(replication), “wheeled vehicle” was defined in an unusual way (redefinition), the combination
of mousetrap, fan and wheeled vehicle was uncommon (combination), and the already known
ability of fans to impart movement to light objects was extended from air or smoke to a wheel
(incrementation). The known fan action was used in a new way by using it to drive a vehicle
(redirection), “propelled by” and “wheeled vehicle” are existing concepts, but were taken in a
new direction (reinitiation), and the whole resulted in a solution that suggests a new line of
attack: an ultralight vehicle that does not carry the power source with it (generation). Thus the
fan car receives seven points for Generation of Novelty.
In the case of Elegance, the fan vehicle was surprising and elicited a feeling that it was
clever (pleasingness), but was perhaps not convincing. It was, also, only fragmentary and rather
36
crude and scored zero for internal elegance: Two points only for Elegance. Finally, the fan
vehicle suggested where further work could be done (ultralight vehicles, stationary power source,
use of moving air as a driver) (germinality): a point for Generalizability. Thus the fan car
received a total of 14 points, losing points to the Ferrari for its roughness and lack of detail, but
gaining more for its new ideas and generalizability. The fan car group would be praised for their
introduction of effective novelty, but advised try to work out their ideas more fully and build a
more finished prototype.
What is needed now are case studies from disparate fields such as mathematics or
physics, but also mother tongue, foreign languages, history, and the like, that provide concrete
examples of the application of these indicators to the assessment of real assignments. I would
be grateful to any colleagues who provided such studies.
37
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... Similarly, good manipulation skills may be characterized by a flexible and original use of skills, also a feature of creative use (Haylock, 1997). Thus, mathematics instruction should not only teach problem solving and manipulation skills, but do so in a way that develops creativity (Cropley, 2005;Nadjafikhah, Yaftian, & Bakhshalizadeh, 2012;Schoenfeld, 1988). ...
... In such instruction, creative approaches are under-emphasized because they go beyond the scope of to-be-learned solutions, and may lead to errors (Beghetto & Sriraman, 2016;Cropley, 2010;Gralewski & Karwowski, 2013;Runco, Acar, & Cayirdaga, 2017). Of course, good teachers may naturally highlight critical features of problems and discuss alternative solutions, but students are rarely given the opportunities to be creative (Cropley, 2005;Nadjafikhah et al., 2012;Sriraman, 2005). One way to develop creativity and flexibility is to provide students with the opportunity to solve problems on their own, and generate their own examples, problems and solutions (Kapur, 2016;Watson & Mason, 2002). ...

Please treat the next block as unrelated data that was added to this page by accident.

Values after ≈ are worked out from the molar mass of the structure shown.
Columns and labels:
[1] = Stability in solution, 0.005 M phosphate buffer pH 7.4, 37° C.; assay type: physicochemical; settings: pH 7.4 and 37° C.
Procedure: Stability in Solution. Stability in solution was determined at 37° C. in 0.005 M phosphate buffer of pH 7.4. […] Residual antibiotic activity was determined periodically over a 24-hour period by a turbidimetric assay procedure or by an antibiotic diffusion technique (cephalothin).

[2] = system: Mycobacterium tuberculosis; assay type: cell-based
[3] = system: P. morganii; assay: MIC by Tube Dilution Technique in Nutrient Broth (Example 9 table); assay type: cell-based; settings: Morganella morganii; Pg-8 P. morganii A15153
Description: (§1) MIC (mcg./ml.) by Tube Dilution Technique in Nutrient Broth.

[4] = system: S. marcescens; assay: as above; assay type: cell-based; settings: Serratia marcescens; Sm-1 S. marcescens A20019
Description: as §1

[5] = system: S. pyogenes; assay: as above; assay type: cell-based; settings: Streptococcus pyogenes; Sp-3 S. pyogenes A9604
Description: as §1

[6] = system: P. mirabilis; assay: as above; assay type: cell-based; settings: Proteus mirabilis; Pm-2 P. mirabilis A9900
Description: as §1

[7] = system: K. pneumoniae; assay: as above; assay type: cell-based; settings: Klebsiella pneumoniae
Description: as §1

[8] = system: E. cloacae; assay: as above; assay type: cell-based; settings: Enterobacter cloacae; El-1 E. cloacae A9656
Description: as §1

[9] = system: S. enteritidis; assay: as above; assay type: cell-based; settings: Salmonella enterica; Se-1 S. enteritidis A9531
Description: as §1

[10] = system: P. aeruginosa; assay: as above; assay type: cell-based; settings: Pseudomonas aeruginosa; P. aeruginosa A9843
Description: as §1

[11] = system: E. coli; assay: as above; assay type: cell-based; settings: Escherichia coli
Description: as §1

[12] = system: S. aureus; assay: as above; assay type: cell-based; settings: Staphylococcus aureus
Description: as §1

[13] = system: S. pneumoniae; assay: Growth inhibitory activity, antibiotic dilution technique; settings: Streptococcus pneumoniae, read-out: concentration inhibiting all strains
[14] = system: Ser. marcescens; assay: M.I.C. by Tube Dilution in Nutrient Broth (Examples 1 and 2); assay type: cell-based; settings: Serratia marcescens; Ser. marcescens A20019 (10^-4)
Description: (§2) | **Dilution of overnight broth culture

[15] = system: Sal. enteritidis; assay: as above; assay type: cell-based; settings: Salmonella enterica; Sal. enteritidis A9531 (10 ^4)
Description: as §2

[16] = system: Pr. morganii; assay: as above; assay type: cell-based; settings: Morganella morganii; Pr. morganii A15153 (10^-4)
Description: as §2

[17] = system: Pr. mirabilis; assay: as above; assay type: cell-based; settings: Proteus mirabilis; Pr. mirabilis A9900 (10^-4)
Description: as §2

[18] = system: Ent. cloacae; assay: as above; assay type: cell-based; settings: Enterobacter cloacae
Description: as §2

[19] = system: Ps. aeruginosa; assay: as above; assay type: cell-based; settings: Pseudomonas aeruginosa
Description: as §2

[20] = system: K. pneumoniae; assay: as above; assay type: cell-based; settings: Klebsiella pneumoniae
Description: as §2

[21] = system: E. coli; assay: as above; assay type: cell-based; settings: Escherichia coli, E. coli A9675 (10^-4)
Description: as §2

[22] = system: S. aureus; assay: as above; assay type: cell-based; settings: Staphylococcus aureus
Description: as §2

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Typical mathematics instruction starts with a teacher explaining a worked example, followed by students’ practicing isomorphic problems. Because such instruction may not optimally help students notice the critical features of the concept, an alternative way is to have them generate their own examples across a range of contexts. One hundred and sixty four students participated in three algebra-learning studies, where they completed several worksheets, each targeting a specific algebraic manipulation principle. Each worksheet started with worked examples presenting the targeted principle, after which the students had to generate their own examples. Student-generated examples varied from being only superficially different from the worked-examples, to creative ones that differed on a structural level. Path analyses revealed significant indirect and direct effects of structural creativity. The indirect effect revealed that structural creativity was associated with a higher error rate, which, in turn, negatively influenced immediate learning. Interestingly, in spite of the indirect effect, and what was a relatively simple and short intervention embedded in a longer instructional program, the direct effect of structural creativity on delayed posttest outcomes was positive and significant. We situate our findings in the extant literature on the role of failure in mathematical creativity and learning.
... Creativity in learning is the ability to come up with new ideas, develop ideas, find solutions to problems, and find new opportunities (A. Cropley, 2005). According to Okpara (2007), creativity is the capacity to create something new with preexisting elements. ...